Polanyi, due to his scientific background, sees the arts and religion as not dealing with things that have independent existence from our thought.13 This characterization of religion by Polanyi is not helped by Polanyi’s reliance on Tillich’s existential theology that emphasizes the immanent subjective aspect with little regard for any claim to existence independent from our thought. After all, the importance of religion for Tillich lies not primarily in any claim to realities independent of our existence, but to what religion does in us.

With my placement of the emergence of meaning prior to science and religion, which I believe to be in fundamental agreement with Polanyi’s basic thought, I open up the possibility for religion to be able to talk meaningfully about reality external to our existence. God exists independently of us. Jesus Christ was raised from the dead. These two claims do purport to go beyond the thought life of human beings, although their existential reality in us is also very important. The Apostle Paul spends more time on things that do not have existence independent of our thought, and yet he also makes a very significant assertion that if Christ has not been bodily raised from the dead in then the believer’s faith in Christ is vain.14 N. T. (Tom) Wright says, “(Not long ago there was a survey among bishops in my part of the church; most of them said they did believe in Jesus’ resurrection, but some said that whether or not this was a bodily event didn’t really matter—you could believe it or not as you chose. That is a total misunderstanding of what Paul is talking about—and Paul is our earliest witness for the gospel itself.)”15 It is extremely important to note that to many theologians, including the Apostle Paul, much of religious knowledge is predicated on realities independent of human existence. In early Judaism historical events were imbued with meaning that went beyond the events themselves seen empirically, but were inseparable to those historical events. Thus to attack the reality of historical events is to undermine the level upon which the meaning of the supposed event relies for its successful operation. It is true however for some, that historical reality of events that have meaning ascribed to them is not necessary for the maintenance of the said meaning.16 The meaning of said event can then find a foundation from within one’s higher thought life. One could say that the meaning of an event is far more important than the event itself in many instances. The reason (some would say) that Christ’s crucifixion and subsequent resurrection were actualized in history is for the meaning intended by the author of the events.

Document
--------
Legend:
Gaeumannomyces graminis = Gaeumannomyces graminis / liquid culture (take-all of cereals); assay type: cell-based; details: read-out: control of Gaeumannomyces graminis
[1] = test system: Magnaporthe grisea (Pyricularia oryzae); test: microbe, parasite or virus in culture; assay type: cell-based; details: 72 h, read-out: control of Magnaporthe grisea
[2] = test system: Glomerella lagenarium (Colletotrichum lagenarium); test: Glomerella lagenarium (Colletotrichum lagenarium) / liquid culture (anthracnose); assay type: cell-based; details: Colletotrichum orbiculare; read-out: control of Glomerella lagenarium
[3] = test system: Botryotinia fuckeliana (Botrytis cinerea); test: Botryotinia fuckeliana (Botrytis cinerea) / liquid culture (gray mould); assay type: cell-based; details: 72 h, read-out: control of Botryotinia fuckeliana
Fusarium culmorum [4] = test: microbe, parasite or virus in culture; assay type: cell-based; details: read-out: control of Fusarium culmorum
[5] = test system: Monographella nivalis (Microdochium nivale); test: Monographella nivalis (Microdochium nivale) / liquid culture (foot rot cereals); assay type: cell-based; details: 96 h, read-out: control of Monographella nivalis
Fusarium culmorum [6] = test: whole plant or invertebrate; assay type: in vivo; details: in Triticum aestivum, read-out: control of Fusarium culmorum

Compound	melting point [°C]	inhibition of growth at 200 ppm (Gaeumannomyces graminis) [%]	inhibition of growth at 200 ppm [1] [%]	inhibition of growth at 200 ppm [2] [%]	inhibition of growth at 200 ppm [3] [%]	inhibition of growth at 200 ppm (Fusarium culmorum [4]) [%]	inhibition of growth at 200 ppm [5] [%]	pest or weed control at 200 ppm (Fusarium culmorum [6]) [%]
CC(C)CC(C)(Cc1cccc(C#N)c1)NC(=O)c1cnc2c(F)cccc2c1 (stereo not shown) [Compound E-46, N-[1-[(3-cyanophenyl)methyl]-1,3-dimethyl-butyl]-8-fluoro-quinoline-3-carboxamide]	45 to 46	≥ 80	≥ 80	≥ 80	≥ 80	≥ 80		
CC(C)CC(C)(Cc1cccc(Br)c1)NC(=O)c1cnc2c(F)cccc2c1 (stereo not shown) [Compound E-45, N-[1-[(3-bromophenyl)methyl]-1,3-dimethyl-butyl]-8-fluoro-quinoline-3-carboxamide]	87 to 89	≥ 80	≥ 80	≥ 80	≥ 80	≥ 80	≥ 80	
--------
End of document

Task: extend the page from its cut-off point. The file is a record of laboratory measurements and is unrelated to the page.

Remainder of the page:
In any case, while I think Polanyi may have drawn too sharp a distinction between science and other aspects of culture he does have a point that there are some differences. The Bible is a source of revelation whose underlying authority is not to be fundamentally (pun intended) questioned, thus setting it well apart from science. How this authority is to be defined and issues as to what the Bible really says are hotly debated in the Church. The Bible is paradigmatic for the Christian in a way that a scientific paradigm is not for the scientist. But as one may well recall, there are some defining “dogmas” in scientific investigation that cannot be questioned without putting into jeopardy one’s status as a scientist.

In the end, Polanyi’s view of theology can be seen to be too closely linked to Paul Tillich’s view of theology. While Tillich does have some important things to say to the discipline of theology his views are hardly representative of all partakers of the discipline. Thus in order to relate Polanyian philosophy to theology other perspectives are clearly called for. The work of T. F. Torrance is a good example of a theologian who takes seriously Polanyi’s philosophical views, but who has been influenced by the other great twentieth century Protestant theologian, Karl Barth. I do not intend to merely replicate Torrance’s use of Polanyian philosophy, rather I intend on presenting my own creative use of Polanyian philosophy. I have found elements of both Paul Tillich and Karl Barth (the twentieth century “prophets” of immanent and transcendent theology respectively) to be very significant.